Standing Firm on Medicare
Key congressional leaders have rejected calls to rewrite the Medicare-expansion law that came into effect Jan. 1, and we think that they are right.
Many Medicare beneficiaries are objecting to the fact that the additional services, including expanded acute care in hospitals and coverage for prescription drugs, will be financed by the beneficiaries themselves through an income-tax surcharge on those with higher incomes. At a time when the nation is rapidly graying, there is no equitable alternative. The shrinking work force can hardly be expected to subsidize these expanded services for the growing population of older Americans. Furthermore, the benefits are a bargain.
Sen. Lloyd Bentsen (D-Tex.), chairman of the Finance Committee, and Rep. Dan Rostenkowski (D-Ill.), chairman of the Ways and Means Committee, are standing firm behind the new law.So they should. To reject this reform would be to doom other essential expansions of service, including long-term-care insurance, that can be developed by Congress only if at least some of the cost is borne directly by the beneficiaries.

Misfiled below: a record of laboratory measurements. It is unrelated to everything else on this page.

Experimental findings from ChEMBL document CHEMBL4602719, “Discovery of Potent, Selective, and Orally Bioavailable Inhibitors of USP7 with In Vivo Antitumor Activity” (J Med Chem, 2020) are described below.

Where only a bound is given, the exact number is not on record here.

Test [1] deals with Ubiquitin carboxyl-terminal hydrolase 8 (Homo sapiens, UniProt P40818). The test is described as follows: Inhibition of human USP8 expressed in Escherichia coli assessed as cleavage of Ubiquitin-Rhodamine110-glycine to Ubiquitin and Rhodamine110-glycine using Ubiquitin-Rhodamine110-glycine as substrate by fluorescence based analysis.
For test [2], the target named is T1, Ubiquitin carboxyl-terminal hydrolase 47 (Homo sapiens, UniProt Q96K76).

A majority of Medicare beneficiaries will pay only a basic monthly fee for the added protections--$4 for the current year, rising to $10 in 1993. For the 40% of the seniors with higher incomes, there is an additional income-tax surcharge--15% of tax liability for this year, rising to 28%, or a maximum of $1,050, in 1993. Congressional estimates underscore the fact that even at maximum fees these are bargains, representing a substantial subsidy. “An individual who pays the maximum supplemental premium of $1,050 in 1993 will still receive, on average, a subsidy of approximately $1,700,” according to Rep. Pete Stark (D-Oakland), one of the authors of the legislation.